I adore the characters of Will and Summer. Summer is this awesome girl who is always up for giving something a go. Her dad died 8 years ago but she always holds on to the valuable life lessons he taught her in the short time they had together. She doesn't see her profound hearing loss as a disability, so why should anyone else? I love Summer’s excitement each time she accomplishes something new and things she thought she might never have the opportunity to try. She doesn’t have any resentment at not being able to hear and doesn’t see herself as disabled, yet she still sometimes battles will how society perceives her as different to the hearing public. I particularly love a scene when Summer is at a music concert and she’s enjoying herself just as much, if not more, than every one else. Will’s description as he watches her move and experience the musical vibrations is perfect.

“Mum says it’s ok to have butterflies anyway, but the trick is to get them flying in formation”

Will isn’t your typical swoony YA boy, but at the same time, he totally is. He’s the nice guy who’s thoughtful and open to new experiences. His upbringing means he’s down to earth and mature from the independence and responsibility he has gained from sailing with his father. His initial reaction to Summer’s hearing loss is to question how on earth they’ll communicate, but he soon realises that there is no reason for it to be a barrier to their friendship. When many people, especially teenage boys, would probably give up on a friendship because it’s ‘too hard’, Will takes it in his stride and secretly starts going to AUSLAN (Australian Sign Language) classes.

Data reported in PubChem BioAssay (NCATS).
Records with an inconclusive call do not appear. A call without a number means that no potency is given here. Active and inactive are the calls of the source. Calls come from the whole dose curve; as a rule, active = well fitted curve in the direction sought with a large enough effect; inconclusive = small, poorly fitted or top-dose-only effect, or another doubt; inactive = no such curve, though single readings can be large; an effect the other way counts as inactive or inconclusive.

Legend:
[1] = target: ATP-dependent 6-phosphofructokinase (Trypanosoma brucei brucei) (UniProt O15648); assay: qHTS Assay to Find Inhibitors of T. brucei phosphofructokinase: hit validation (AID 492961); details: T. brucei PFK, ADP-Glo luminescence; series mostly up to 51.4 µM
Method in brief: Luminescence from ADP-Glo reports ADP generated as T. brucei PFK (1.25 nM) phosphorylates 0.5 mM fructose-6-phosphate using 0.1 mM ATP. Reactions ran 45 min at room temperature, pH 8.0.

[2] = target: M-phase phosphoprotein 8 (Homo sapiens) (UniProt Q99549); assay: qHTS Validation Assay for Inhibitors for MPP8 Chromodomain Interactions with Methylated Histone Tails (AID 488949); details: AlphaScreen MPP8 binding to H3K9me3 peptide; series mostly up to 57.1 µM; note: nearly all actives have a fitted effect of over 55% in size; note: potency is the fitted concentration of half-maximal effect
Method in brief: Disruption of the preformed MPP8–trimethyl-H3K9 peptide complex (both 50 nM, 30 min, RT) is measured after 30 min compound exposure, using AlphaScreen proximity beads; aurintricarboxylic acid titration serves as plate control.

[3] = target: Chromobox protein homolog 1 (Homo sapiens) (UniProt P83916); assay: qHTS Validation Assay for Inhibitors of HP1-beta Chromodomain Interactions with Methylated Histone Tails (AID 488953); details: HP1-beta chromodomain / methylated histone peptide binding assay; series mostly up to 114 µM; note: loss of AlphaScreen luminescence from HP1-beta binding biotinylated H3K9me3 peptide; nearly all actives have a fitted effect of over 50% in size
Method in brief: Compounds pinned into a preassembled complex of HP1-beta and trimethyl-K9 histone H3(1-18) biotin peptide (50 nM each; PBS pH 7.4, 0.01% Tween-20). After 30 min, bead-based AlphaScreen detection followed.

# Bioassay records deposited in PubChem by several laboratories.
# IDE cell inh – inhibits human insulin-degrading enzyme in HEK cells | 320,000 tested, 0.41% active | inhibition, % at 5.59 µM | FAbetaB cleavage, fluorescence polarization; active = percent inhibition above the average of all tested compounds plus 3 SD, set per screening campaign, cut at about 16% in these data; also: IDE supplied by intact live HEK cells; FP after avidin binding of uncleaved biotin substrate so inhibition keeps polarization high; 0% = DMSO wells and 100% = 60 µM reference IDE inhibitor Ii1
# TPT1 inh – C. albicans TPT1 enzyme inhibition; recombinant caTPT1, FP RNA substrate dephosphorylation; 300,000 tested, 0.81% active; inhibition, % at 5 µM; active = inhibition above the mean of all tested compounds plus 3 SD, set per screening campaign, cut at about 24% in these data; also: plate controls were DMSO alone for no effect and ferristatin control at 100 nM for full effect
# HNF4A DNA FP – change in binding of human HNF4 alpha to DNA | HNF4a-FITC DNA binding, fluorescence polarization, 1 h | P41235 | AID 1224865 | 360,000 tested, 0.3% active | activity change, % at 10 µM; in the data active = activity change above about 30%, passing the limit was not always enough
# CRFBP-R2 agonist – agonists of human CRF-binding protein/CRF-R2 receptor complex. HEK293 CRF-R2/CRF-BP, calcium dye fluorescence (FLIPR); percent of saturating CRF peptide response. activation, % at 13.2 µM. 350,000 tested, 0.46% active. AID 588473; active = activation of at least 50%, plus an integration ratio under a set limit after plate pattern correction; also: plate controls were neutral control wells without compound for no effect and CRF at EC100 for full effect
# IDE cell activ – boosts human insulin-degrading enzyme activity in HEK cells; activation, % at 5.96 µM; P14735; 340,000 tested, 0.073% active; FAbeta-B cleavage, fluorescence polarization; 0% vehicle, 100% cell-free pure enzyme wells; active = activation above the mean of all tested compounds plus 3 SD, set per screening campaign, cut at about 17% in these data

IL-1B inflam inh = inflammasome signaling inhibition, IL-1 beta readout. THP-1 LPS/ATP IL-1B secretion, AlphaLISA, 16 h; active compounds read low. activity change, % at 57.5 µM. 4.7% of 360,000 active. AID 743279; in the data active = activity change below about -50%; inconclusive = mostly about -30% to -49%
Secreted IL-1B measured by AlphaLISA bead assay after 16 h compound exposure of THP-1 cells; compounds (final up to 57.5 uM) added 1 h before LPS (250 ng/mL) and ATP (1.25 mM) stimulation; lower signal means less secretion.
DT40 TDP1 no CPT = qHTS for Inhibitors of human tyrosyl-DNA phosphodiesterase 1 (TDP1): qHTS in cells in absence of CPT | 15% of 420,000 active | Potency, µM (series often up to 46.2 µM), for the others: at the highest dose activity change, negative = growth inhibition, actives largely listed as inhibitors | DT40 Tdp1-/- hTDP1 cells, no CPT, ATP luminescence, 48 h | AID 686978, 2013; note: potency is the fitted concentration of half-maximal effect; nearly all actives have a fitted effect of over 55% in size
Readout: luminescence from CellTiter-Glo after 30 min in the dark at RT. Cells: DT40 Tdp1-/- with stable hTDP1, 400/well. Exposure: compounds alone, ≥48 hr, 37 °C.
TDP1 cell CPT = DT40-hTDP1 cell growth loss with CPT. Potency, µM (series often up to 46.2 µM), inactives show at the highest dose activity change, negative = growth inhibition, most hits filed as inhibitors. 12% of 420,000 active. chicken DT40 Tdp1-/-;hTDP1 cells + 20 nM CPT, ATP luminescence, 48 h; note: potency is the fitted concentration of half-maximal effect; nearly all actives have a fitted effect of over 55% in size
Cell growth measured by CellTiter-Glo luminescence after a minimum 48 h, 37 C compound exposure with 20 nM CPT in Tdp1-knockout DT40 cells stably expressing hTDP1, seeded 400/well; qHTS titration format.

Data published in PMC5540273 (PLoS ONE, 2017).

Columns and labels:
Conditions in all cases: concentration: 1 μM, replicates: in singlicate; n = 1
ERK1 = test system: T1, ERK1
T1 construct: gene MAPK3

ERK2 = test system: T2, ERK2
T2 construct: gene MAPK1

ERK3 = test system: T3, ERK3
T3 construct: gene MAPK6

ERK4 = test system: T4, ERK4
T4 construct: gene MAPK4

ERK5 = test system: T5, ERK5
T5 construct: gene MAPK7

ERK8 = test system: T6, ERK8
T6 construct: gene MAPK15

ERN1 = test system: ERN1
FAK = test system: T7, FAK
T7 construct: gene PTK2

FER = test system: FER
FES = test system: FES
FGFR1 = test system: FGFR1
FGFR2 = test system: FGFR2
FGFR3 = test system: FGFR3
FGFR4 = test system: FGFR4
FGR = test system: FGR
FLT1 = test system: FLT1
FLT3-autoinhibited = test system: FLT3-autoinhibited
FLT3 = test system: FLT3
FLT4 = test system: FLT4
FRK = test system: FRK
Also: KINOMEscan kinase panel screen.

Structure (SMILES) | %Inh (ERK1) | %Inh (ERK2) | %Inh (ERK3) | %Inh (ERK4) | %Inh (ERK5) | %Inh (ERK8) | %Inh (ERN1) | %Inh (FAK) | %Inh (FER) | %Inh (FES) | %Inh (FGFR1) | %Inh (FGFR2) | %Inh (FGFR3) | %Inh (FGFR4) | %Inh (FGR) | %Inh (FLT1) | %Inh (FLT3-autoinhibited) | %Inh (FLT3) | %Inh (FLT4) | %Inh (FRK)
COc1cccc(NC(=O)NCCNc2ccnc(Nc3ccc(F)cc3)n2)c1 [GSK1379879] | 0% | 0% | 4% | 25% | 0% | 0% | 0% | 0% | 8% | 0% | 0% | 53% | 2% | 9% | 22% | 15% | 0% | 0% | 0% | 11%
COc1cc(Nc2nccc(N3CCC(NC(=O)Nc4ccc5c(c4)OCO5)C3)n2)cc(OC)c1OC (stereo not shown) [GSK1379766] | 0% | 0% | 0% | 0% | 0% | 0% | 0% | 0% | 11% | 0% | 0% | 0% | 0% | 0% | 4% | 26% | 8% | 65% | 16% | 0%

“Summer laughs. I haven’t heard her laugh before. It’s an interesting laugh, somewhere between a gurgle and a chortle. A churgle? A gortle?”

I also really enjoyed the underlying dynamic between Summer and her mum, and Will and his dad. All four characters are working through different forms of heartache and I think they all help each other to heal as they realise different things about themselves, and become more open to what new things life throws their way.

It is so wonderful to have a teenage girl with a hearing loss as the main character. One of my best friends grew up with a moderate hearing loss and when I told her about this book, she said she wished there had been a book like it when she was in her early teens. As someone who was always immersed in books, she remembers her surprise and delight when she discovered Gavin, a Deaf character in John Marsden’s Tomorrow Series. She had never found a hearing impaired character, let alone a teenager, in any of her books, despite being widely read. Now an audiologist, she’d appreciate any recommendations of other children’s and YA books featuring a character with a hearing impairment that she can pass on to her young clients. Leave a comment below if any come to mind (we’re already aware of Wonder and Five Flavours of Dumb).